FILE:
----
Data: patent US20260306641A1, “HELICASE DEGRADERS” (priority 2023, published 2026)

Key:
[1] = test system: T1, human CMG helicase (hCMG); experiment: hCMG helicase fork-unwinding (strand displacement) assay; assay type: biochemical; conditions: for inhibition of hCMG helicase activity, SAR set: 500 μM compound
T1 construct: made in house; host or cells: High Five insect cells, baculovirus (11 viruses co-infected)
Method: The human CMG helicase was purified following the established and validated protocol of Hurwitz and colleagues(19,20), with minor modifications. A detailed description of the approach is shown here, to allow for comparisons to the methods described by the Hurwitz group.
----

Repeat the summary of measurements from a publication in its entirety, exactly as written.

Data: patent US20260306641A1, “HELICASE DEGRADERS” (priority 2023, published 2026)

Key:
[1] = test system: T1, human CMG helicase (hCMG); experiment: hCMG helicase fork-unwinding (strand displacement) assay; assay type: biochemical; conditions: for inhibition of hCMG helicase activity, SAR set: 500 μM compound
T1 construct: made in house; host or cells: High Five insect cells, baculovirus (11 viruses co-infected)
Method: The human CMG helicase was purified following the established and validated protocol of Hurwitz and colleagues(19,20), with minor modifications. A detailed description of the approach is shown here, to allow for comparisons to the methods described by the Hurwitz group.